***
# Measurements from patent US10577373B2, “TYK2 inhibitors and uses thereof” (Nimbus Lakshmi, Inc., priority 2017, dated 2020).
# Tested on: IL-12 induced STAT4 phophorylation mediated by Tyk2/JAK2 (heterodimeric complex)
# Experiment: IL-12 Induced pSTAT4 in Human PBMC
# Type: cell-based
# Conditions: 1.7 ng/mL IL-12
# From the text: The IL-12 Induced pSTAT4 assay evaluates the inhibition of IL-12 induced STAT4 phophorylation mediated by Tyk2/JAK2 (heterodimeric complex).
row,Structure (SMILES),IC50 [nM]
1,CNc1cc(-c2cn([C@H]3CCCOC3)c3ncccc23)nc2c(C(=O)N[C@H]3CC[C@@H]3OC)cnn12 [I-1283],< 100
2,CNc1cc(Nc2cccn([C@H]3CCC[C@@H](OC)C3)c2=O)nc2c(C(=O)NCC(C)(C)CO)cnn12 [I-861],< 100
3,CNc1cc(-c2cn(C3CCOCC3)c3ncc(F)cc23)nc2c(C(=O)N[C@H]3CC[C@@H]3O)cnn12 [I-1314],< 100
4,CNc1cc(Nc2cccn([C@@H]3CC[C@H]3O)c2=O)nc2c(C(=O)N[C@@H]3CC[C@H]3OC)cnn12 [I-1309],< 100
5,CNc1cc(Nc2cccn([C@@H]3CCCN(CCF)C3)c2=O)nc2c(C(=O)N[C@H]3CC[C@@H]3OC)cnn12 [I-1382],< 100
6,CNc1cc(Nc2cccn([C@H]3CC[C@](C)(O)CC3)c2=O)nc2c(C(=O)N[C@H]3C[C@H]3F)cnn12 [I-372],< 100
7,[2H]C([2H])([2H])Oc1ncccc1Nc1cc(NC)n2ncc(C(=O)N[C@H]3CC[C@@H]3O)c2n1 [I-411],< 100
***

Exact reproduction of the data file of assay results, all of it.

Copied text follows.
# Measurements from patent US10577373B2, “TYK2 inhibitors and uses thereof” (Nimbus Lakshmi, Inc., priority 2017, dated 2020).
# Tested on: IL-12 induced STAT4 phophorylation mediated by Tyk2/JAK2 (heterodimeric complex)
# Experiment: IL-12 Induced pSTAT4 in Human PBMC
# Type: cell-based
# Conditions: 1.7 ng/mL IL-12
# From the text: The IL-12 Induced pSTAT4 assay evaluates the inhibition of IL-12 induced STAT4 phophorylation mediated by Tyk2/JAK2 (heterodimeric complex).
row,Structure (SMILES),IC50 [nM]
1,CNc1cc(-c2cn([C@H]3CCCOC3)c3ncccc23)nc2c(C(=O)N[C@H]3CC[C@@H]3OC)cnn12 [I-1283],< 100
2,CNc1cc(Nc2cccn([C@H]3CCC[C@@H](OC)C3)c2=O)nc2c(C(=O)NCC(C)(C)CO)cnn12 [I-861],< 100
3,CNc1cc(-c2cn(C3CCOCC3)c3ncc(F)cc23)nc2c(C(=O)N[C@H]3CC[C@@H]3O)cnn12 [I-1314],< 100
4,CNc1cc(Nc2cccn([C@@H]3CC[C@H]3O)c2=O)nc2c(C(=O)N[C@@H]3CC[C@H]3OC)cnn12 [I-1309],< 100
5,CNc1cc(Nc2cccn([C@@H]3CCCN(CCF)C3)c2=O)nc2c(C(=O)N[C@H]3CC[C@@H]3OC)cnn12 [I-1382],< 100
6,CNc1cc(Nc2cccn([C@H]3CC[C@](C)(O)CC3)c2=O)nc2c(C(=O)N[C@H]3C[C@H]3F)cnn12 [I-372],< 100
7,[2H]C([2H])([2H])Oc1ncccc1Nc1cc(NC)n2ncc(C(=O)N[C@H]3CC[C@@H]3O)c2n1 [I-411],< 100